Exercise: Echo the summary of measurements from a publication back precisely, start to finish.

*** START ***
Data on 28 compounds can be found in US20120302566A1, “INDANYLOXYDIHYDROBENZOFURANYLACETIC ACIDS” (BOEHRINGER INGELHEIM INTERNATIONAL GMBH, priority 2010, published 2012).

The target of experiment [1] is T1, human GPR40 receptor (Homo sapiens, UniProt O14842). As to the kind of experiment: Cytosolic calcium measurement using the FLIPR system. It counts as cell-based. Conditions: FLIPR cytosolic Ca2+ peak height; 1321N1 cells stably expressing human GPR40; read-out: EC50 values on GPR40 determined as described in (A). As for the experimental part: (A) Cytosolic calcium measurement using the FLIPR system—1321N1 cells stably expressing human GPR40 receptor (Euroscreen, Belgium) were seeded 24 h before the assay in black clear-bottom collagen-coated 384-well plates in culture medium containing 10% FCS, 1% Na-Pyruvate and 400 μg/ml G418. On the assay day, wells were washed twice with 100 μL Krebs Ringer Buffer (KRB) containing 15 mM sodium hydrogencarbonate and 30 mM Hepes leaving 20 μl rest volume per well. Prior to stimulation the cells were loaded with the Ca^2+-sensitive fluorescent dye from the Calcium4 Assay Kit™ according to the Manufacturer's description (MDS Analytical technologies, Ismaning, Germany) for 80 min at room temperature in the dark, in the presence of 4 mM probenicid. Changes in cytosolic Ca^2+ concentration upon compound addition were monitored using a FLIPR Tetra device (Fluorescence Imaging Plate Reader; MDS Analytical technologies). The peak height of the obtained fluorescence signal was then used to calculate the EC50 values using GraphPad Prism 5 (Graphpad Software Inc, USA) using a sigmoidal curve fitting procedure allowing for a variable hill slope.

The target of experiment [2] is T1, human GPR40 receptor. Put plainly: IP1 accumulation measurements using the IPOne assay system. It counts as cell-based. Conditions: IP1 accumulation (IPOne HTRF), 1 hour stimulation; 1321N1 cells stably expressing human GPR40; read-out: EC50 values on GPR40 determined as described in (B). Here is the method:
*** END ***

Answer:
Data on 28 compounds can be found in US20120302566A1, “INDANYLOXYDIHYDROBENZOFURANYLACETIC ACIDS” (BOEHRINGER INGELHEIM INTERNATIONAL GMBH, priority 2010, published 2012).

The target of experiment [1] is T1, human GPR40 receptor (Homo sapiens, UniProt O14842). As to the kind of experiment: Cytosolic calcium measurement using the FLIPR system. It counts as cell-based. Conditions: FLIPR cytosolic Ca2+ peak height; 1321N1 cells stably expressing human GPR40; read-out: EC50 values on GPR40 determined as described in (A). As for the experimental part: (A) Cytosolic calcium measurement using the FLIPR system—1321N1 cells stably expressing human GPR40 receptor (Euroscreen, Belgium) were seeded 24 h before the assay in black clear-bottom collagen-coated 384-well plates in culture medium containing 10% FCS, 1% Na-Pyruvate and 400 μg/ml G418. On the assay day, wells were washed twice with 100 μL Krebs Ringer Buffer (KRB) containing 15 mM sodium hydrogencarbonate and 30 mM Hepes leaving 20 μl rest volume per well. Prior to stimulation the cells were loaded with the Ca^2+-sensitive fluorescent dye from the Calcium4 Assay Kit™ according to the Manufacturer's description (MDS Analytical technologies, Ismaning, Germany) for 80 min at room temperature in the dark, in the presence of 4 mM probenicid. Changes in cytosolic Ca^2+ concentration upon compound addition were monitored using a FLIPR Tetra device (Fluorescence Imaging Plate Reader; MDS Analytical technologies). The peak height of the obtained fluorescence signal was then used to calculate the EC50 values using GraphPad Prism 5 (Graphpad Software Inc, USA) using a sigmoidal curve fitting procedure allowing for a variable hill slope.

The target of experiment [2] is T1, human GPR40 receptor. Put plainly: IP1 accumulation measurements using the IPOne assay system. It counts as cell-based. Conditions: IP1 accumulation (IPOne HTRF), 1 hour stimulation; 1321N1 cells stably expressing human GPR40; read-out: EC50 values on GPR40 determined as described in (B). Here is the method: